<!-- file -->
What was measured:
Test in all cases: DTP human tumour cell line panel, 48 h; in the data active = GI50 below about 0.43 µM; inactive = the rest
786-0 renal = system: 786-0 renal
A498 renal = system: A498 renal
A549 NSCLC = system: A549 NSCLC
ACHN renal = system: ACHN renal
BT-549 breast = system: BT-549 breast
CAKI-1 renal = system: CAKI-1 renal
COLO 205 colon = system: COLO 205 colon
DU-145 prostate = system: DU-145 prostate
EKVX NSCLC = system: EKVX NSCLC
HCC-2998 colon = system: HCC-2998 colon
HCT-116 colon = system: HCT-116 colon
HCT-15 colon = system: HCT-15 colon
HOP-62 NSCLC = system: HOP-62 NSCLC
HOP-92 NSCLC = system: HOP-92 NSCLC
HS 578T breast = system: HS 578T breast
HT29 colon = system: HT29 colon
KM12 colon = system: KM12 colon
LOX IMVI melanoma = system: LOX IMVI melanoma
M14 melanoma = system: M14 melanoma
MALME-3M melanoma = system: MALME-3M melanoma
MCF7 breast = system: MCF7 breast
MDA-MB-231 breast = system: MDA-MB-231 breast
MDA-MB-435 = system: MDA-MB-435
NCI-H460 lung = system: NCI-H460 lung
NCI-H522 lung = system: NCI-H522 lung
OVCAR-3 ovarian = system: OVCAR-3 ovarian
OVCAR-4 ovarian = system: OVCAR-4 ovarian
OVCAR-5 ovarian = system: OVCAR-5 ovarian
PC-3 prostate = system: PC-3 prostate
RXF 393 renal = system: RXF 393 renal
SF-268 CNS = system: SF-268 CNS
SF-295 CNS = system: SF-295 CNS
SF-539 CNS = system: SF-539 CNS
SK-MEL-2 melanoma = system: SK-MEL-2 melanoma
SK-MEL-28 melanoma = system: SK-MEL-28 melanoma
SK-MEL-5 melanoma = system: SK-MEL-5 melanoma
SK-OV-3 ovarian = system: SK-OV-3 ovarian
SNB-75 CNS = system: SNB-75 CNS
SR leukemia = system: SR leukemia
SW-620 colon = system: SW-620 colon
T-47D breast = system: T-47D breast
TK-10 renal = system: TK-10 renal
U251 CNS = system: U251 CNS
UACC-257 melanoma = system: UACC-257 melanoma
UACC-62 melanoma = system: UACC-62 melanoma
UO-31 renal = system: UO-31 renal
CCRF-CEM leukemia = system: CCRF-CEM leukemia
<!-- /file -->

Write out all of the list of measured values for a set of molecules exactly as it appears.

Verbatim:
What was measured:
Test in all cases: DTP human tumour cell line panel, 48 h; in the data active = GI50 below about 0.43 µM; inactive = the rest
786-0 renal = system: 786-0 renal
A498 renal = system: A498 renal
A549 NSCLC = system: A549 NSCLC
ACHN renal = system: ACHN renal
BT-549 breast = system: BT-549 breast
CAKI-1 renal = system: CAKI-1 renal
COLO 205 colon = system: COLO 205 colon
DU-145 prostate = system: DU-145 prostate
EKVX NSCLC = system: EKVX NSCLC
HCC-2998 colon = system: HCC-2998 colon
HCT-116 colon = system: HCT-116 colon
HCT-15 colon = system: HCT-15 colon
HOP-62 NSCLC = system: HOP-62 NSCLC
HOP-92 NSCLC = system: HOP-92 NSCLC
HS 578T breast = system: HS 578T breast
HT29 colon = system: HT29 colon
KM12 colon = system: KM12 colon
LOX IMVI melanoma = system: LOX IMVI melanoma
M14 melanoma = system: M14 melanoma
MALME-3M melanoma = system: MALME-3M melanoma
MCF7 breast = system: MCF7 breast
MDA-MB-231 breast = system: MDA-MB-231 breast
MDA-MB-435 = system: MDA-MB-435
NCI-H460 lung = system: NCI-H460 lung
NCI-H522 lung = system: NCI-H522 lung
OVCAR-3 ovarian = system: OVCAR-3 ovarian
OVCAR-4 ovarian = system: OVCAR-4 ovarian
OVCAR-5 ovarian = system: OVCAR-5 ovarian
PC-3 prostate = system: PC-3 prostate
RXF 393 renal = system: RXF 393 renal
SF-268 CNS = system: SF-268 CNS
SF-295 CNS = system: SF-295 CNS
SF-539 CNS = system: SF-539 CNS
SK-MEL-2 melanoma = system: SK-MEL-2 melanoma
SK-MEL-28 melanoma = system: SK-MEL-28 melanoma
SK-MEL-5 melanoma = system: SK-MEL-5 melanoma
SK-OV-3 ovarian = system: SK-OV-3 ovarian
SNB-75 CNS = system: SNB-75 CNS
SR leukemia = system: SR leukemia
SW-620 colon = system: SW-620 colon
T-47D breast = system: T-47D breast
TK-10 renal = system: TK-10 renal
U251 CNS = system: U251 CNS
UACC-257 melanoma = system: UACC-257 melanoma
UACC-62 melanoma = system: UACC-62 melanoma
UO-31 renal = system: UO-31 renal
CCRF-CEM leukemia = system: CCRF-CEM leukemia